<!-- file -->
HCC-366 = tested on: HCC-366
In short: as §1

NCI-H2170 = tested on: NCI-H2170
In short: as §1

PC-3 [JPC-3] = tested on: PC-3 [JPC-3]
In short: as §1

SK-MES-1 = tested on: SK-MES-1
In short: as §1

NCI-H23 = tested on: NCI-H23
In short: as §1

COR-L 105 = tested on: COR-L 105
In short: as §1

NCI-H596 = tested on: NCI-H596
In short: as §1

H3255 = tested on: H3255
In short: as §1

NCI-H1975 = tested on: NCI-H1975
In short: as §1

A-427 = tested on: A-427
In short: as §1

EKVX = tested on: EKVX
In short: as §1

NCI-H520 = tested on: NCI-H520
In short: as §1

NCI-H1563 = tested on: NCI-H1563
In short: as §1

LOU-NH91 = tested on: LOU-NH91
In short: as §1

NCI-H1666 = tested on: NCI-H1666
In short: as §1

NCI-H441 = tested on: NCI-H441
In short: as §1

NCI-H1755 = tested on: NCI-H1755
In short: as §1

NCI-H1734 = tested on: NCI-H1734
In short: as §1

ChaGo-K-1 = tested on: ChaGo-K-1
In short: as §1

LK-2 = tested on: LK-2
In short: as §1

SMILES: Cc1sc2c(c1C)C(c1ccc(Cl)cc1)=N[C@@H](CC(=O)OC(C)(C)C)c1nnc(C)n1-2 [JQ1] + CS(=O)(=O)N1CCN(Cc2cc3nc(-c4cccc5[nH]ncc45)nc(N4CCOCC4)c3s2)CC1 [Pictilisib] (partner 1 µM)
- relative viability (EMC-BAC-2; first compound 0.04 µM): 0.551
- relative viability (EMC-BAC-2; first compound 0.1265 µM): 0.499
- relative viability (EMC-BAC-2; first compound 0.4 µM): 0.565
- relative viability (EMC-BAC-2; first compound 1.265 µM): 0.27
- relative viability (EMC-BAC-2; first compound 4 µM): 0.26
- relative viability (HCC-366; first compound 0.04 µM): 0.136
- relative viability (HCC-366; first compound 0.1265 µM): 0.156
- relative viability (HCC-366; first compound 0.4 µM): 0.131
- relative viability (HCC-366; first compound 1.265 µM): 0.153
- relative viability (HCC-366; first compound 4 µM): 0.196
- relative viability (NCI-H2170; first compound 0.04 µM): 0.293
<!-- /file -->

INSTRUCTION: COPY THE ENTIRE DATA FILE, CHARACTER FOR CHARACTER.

HCC-366 = tested on: HCC-366
In short: as §1

NCI-H2170 = tested on: NCI-H2170
In short: as §1

PC-3 [JPC-3] = tested on: PC-3 [JPC-3]
In short: as §1

SK-MES-1 = tested on: SK-MES-1
In short: as §1

NCI-H23 = tested on: NCI-H23
In short: as §1

COR-L 105 = tested on: COR-L 105
In short: as §1

NCI-H596 = tested on: NCI-H596
In short: as §1

H3255 = tested on: H3255
In short: as §1

NCI-H1975 = tested on: NCI-H1975
In short: as §1

A-427 = tested on: A-427
In short: as §1

EKVX = tested on: EKVX
In short: as §1

NCI-H520 = tested on: NCI-H520
In short: as §1

NCI-H1563 = tested on: NCI-H1563
In short: as §1

LOU-NH91 = tested on: LOU-NH91
In short: as §1

NCI-H1666 = tested on: NCI-H1666
In short: as §1

NCI-H441 = tested on: NCI-H441
In short: as §1

NCI-H1755 = tested on: NCI-H1755
In short: as §1

NCI-H1734 = tested on: NCI-H1734
In short: as §1

ChaGo-K-1 = tested on: ChaGo-K-1
In short: as §1

LK-2 = tested on: LK-2
In short: as §1

SMILES: Cc1sc2c(c1C)C(c1ccc(Cl)cc1)=N[C@@H](CC(=O)OC(C)(C)C)c1nnc(C)n1-2 [JQ1] + CS(=O)(=O)N1CCN(Cc2cc3nc(-c4cccc5[nH]ncc45)nc(N4CCOCC4)c3s2)CC1 [Pictilisib] (partner 1 µM)
- relative viability (EMC-BAC-2; first compound 0.04 µM): 0.551
- relative viability (EMC-BAC-2; first compound 0.1265 µM): 0.499
- relative viability (EMC-BAC-2; first compound 0.4 µM): 0.565
- relative viability (EMC-BAC-2; first compound 1.265 µM): 0.27
- relative viability (EMC-BAC-2; first compound 4 µM): 0.26
- relative viability (HCC-366; first compound 0.04 µM): 0.136
- relative viability (HCC-366; first compound 0.1265 µM): 0.156
- relative viability (HCC-366; first compound 0.4 µM): 0.131
- relative viability (HCC-366; first compound 1.265 µM): 0.153
- relative viability (HCC-366; first compound 4 µM): 0.196
- relative viability (NCI-H2170; first compound 0.04 µM): 0.293